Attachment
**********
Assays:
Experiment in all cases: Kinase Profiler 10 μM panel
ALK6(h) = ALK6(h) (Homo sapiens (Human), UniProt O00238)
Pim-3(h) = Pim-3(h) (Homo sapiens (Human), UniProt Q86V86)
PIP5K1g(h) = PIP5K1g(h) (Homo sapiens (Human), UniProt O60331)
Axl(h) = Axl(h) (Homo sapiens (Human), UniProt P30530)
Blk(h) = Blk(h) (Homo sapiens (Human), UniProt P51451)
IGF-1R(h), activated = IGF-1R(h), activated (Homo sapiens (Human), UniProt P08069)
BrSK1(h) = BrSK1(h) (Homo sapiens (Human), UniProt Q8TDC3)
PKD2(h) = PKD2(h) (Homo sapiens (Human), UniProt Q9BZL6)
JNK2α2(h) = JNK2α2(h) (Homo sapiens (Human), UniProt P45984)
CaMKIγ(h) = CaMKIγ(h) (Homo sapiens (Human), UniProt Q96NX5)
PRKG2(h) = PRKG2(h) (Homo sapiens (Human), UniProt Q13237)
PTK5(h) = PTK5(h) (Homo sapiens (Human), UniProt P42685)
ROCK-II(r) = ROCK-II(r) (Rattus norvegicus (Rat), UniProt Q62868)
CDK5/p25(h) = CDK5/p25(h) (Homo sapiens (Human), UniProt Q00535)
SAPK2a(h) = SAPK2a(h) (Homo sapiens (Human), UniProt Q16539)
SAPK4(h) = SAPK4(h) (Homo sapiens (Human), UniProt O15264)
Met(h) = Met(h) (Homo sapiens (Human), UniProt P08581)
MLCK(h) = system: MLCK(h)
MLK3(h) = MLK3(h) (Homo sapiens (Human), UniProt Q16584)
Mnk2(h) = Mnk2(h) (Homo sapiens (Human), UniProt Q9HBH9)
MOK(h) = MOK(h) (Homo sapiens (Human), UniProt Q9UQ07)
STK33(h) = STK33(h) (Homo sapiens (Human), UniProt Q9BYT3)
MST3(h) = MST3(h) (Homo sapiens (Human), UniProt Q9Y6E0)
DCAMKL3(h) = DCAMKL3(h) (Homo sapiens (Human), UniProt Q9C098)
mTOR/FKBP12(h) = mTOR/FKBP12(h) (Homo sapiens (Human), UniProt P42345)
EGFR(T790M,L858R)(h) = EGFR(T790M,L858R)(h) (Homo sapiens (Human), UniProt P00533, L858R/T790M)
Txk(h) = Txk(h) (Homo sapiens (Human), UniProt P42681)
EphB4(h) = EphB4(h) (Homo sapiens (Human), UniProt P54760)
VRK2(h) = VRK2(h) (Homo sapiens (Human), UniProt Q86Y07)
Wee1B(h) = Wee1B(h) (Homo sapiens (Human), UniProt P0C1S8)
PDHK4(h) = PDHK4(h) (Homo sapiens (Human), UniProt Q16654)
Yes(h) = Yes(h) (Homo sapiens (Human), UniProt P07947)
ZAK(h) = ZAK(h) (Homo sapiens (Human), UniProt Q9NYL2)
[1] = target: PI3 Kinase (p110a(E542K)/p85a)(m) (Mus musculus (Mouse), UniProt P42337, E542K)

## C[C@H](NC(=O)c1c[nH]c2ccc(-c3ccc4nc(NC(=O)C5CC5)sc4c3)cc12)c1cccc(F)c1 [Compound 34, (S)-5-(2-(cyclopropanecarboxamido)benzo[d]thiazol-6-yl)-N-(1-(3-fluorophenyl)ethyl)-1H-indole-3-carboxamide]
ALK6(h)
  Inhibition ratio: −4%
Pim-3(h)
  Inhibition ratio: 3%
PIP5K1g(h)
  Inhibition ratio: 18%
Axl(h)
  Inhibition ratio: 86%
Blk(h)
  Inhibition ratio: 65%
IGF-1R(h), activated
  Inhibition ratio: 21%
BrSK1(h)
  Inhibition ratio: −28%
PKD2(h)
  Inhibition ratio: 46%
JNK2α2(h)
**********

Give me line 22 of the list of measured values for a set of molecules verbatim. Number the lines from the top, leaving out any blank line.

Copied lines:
Mnk2(h) = Mnk2(h) (Homo sapiens (Human), UniProt Q9HBH9)